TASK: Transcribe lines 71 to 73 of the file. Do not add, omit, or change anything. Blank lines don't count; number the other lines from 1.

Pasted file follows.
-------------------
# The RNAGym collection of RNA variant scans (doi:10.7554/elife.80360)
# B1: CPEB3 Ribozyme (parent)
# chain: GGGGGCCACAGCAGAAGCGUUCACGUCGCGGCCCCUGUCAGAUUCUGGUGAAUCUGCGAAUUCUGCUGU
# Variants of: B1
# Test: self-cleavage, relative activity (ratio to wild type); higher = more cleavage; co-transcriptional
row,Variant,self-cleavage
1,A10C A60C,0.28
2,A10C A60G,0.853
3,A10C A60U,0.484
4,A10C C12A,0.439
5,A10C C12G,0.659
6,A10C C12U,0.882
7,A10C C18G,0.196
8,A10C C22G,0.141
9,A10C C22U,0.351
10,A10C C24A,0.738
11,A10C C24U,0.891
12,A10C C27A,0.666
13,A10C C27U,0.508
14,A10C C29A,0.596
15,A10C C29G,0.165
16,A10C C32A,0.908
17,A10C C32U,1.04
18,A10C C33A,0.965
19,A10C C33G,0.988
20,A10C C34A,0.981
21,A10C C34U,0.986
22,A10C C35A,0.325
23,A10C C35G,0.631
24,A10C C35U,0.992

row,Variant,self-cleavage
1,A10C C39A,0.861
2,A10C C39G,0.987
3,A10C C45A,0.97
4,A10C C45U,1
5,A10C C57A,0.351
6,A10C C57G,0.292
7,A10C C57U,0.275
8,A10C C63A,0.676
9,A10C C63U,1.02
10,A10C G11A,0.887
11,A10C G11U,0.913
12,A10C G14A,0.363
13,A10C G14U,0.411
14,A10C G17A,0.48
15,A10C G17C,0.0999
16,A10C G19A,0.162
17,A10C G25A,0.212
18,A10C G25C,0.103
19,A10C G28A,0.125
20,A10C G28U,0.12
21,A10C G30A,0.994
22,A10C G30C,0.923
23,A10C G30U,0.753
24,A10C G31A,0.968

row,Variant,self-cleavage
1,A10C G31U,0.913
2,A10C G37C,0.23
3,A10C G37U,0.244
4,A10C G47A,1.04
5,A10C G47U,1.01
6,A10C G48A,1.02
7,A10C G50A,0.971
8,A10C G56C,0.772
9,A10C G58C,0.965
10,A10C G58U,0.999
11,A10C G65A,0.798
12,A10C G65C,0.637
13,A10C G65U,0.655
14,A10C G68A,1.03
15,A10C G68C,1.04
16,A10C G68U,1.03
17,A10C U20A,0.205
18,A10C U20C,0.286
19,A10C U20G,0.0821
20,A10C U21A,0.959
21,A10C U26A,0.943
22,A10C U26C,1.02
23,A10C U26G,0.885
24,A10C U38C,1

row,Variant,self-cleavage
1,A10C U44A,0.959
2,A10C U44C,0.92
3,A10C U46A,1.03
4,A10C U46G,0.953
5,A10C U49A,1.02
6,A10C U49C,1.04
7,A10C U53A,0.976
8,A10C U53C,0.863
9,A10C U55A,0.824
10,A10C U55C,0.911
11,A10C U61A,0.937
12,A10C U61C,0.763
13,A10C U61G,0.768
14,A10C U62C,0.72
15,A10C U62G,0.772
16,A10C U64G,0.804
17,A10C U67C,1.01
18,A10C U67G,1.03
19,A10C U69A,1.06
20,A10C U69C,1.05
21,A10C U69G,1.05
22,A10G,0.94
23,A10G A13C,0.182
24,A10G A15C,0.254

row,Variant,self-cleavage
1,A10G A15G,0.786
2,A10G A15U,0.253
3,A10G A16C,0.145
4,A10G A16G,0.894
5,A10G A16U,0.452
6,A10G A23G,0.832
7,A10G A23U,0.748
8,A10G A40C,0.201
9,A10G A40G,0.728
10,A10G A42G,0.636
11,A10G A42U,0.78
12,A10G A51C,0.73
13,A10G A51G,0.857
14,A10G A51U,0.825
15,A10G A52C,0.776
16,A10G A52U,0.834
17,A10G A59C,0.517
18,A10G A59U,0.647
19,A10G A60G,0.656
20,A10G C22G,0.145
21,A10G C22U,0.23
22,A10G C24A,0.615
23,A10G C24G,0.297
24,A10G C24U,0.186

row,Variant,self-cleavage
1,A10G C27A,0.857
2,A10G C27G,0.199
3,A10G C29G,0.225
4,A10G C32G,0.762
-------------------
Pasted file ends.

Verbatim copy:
15,A10C G68C,1.04
16,A10C G68U,1.03
17,A10C U20A,0.205